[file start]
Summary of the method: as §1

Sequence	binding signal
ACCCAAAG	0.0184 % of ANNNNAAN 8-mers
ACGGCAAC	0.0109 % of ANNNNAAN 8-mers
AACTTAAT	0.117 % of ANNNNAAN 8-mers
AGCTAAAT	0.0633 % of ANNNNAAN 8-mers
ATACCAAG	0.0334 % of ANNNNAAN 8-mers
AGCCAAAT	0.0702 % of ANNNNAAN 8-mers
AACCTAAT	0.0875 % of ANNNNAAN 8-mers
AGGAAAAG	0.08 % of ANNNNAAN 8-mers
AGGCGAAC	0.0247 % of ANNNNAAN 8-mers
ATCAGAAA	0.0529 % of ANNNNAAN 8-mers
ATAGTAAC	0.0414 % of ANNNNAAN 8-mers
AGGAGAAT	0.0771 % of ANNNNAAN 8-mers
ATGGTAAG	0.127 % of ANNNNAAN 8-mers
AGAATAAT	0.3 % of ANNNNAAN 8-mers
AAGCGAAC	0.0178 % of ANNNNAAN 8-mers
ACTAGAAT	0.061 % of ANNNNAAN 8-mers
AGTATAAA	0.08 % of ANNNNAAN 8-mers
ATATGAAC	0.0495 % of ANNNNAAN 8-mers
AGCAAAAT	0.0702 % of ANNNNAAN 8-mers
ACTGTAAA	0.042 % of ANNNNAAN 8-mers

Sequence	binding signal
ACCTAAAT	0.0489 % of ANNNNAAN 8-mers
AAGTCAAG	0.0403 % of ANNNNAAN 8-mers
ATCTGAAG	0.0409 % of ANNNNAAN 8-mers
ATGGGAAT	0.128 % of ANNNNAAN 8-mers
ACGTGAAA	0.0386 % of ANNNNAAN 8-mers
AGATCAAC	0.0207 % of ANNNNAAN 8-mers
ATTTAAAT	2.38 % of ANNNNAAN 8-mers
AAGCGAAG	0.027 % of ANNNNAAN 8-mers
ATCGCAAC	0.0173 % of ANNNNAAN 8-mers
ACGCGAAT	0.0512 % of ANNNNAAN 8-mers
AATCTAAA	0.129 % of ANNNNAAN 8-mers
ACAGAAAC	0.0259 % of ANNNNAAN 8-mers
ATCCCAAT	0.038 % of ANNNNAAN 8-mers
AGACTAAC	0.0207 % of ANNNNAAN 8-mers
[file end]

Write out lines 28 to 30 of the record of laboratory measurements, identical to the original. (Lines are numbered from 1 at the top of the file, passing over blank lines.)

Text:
ACGTGAAA	0.0386 % of ANNNNAAN 8-mers
AGATCAAC	0.0207 % of ANNNNAAN 8-mers
ATTTAAAT	2.38 % of ANNNNAAN 8-mers